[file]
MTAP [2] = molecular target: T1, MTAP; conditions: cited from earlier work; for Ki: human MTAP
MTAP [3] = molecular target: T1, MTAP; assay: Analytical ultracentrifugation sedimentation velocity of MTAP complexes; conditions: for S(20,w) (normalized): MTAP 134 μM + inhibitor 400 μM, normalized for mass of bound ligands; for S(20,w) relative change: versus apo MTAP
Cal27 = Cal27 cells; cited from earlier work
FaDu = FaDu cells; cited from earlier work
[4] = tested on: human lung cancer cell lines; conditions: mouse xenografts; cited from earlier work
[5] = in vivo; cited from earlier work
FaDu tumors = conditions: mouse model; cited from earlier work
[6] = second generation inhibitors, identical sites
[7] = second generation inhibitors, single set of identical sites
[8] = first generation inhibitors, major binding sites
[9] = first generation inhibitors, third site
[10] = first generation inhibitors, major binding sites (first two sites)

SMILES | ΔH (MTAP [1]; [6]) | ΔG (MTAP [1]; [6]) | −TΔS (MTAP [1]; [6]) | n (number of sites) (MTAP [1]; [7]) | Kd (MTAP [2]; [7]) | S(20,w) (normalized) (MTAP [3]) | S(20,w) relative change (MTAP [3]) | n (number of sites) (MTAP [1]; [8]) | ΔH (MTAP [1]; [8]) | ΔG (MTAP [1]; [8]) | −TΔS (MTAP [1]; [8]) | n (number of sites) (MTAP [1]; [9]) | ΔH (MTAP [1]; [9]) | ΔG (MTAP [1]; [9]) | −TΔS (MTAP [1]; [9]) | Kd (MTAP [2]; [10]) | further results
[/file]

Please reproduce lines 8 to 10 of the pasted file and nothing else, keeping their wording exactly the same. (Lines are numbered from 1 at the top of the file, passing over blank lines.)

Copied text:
[6] = second generation inhibitors, identical sites
[7] = second generation inhibitors, single set of identical sites
[8] = first generation inhibitors, major binding sites